Our county has a small town feeling we treasure,
and that's perhaps most evident during the County Fair.
It's quintessential Americana and for all its cheesiness, we absolutely adore it.
It's probably like most of the other county fairs in rural America,
stereotypes come to life.
We have to walk past the carnival games and rides, where the colors are garish and we can listen to the children beg for a stuffed animal.
We walk through barns stuffed with entries for best dill pickles, most appealing pie, most skillfully stitched quilt.
We ooh and ahh and comment on whether we think the judges got it right and pause at the beekeeping and master gardener booths.
We're suckers for the horses, the rodeo and barrel racing.
Ditto for the crazy expensive pretzels and barbecued everything and the lemonade.
And especially the horchatas made by our Hispanic neighbors. Deliciousness!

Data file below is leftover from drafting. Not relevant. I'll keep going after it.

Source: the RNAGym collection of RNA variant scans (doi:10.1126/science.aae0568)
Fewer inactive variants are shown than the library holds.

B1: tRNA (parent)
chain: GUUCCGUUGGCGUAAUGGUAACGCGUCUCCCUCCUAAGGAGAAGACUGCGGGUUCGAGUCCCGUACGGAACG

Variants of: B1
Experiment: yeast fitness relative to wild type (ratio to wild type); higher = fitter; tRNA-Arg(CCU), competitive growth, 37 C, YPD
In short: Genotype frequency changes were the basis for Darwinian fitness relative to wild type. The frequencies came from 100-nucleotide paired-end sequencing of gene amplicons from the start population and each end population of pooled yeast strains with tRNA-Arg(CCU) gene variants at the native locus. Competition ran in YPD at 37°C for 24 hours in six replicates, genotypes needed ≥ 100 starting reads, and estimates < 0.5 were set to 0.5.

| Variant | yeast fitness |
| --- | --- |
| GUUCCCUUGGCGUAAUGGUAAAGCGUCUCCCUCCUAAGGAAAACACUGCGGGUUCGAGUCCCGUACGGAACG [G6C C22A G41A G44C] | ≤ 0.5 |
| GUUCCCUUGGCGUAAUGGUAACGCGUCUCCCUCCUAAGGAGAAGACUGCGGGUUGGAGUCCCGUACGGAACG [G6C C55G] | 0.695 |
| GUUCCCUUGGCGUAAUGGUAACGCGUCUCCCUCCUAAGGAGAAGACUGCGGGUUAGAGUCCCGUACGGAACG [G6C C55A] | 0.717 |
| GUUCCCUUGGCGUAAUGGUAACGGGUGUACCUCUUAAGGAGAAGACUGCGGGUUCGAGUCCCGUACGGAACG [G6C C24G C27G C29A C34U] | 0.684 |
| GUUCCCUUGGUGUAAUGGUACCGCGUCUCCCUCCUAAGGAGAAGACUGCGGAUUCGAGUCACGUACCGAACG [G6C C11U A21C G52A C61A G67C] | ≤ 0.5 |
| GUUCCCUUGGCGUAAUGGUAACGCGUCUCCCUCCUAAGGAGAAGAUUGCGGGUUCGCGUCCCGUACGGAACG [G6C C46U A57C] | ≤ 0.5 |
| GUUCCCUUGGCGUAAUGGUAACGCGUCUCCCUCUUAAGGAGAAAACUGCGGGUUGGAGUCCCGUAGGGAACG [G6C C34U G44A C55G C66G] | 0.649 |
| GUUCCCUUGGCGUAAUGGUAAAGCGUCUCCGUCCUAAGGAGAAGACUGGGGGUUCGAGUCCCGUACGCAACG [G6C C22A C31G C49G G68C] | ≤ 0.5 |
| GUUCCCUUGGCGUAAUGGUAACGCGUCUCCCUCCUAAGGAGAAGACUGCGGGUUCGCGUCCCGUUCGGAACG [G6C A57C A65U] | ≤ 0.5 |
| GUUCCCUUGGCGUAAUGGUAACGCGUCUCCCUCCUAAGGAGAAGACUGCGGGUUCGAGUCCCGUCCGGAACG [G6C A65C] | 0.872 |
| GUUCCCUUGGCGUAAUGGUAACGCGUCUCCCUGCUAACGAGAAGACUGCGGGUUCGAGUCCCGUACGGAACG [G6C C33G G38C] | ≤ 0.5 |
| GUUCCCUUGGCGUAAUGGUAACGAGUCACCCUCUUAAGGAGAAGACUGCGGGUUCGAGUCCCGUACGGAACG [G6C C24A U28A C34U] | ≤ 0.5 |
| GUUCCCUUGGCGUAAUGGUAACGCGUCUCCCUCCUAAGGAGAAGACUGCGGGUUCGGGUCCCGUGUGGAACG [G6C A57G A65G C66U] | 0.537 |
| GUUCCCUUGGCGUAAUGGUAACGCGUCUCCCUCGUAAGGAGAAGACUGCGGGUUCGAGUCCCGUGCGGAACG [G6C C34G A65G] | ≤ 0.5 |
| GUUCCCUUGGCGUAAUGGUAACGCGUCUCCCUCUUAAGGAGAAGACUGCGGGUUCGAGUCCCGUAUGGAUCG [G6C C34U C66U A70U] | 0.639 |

But we linger longest in the animal barns, gazing at goats, sheep, cows and pigs with admiring eyes.
4-H is big in our county and it involves entire families.
We come to root for our neighbor kids, searching for Hannah's bunnies and Ian and Danny's goats.
We pitied the sheep waiting to be judged, their fleeces kept clean from straw by special coats
that made us laugh and speculate on how humiliated they'd be if they knew how they looked,
like some crazy parody of a Klu Klux Clan scene.
Contented pigs napped in the sun, pig tails and cloven hoofs twitching now and then.
I love gazing at the people even more than the animals.
You can't help but notice that everyone is included, welcomed, and given a place here.
The feeling of belonging is so plain and priceless.
There are no pretenses at all, though the nicest boots and hats and buckles definitely come out during fair days.
At the height of summer, there is truly nothing more all-American than a couple of hours spent rubbing shoulders with your neighbors down at the county fair.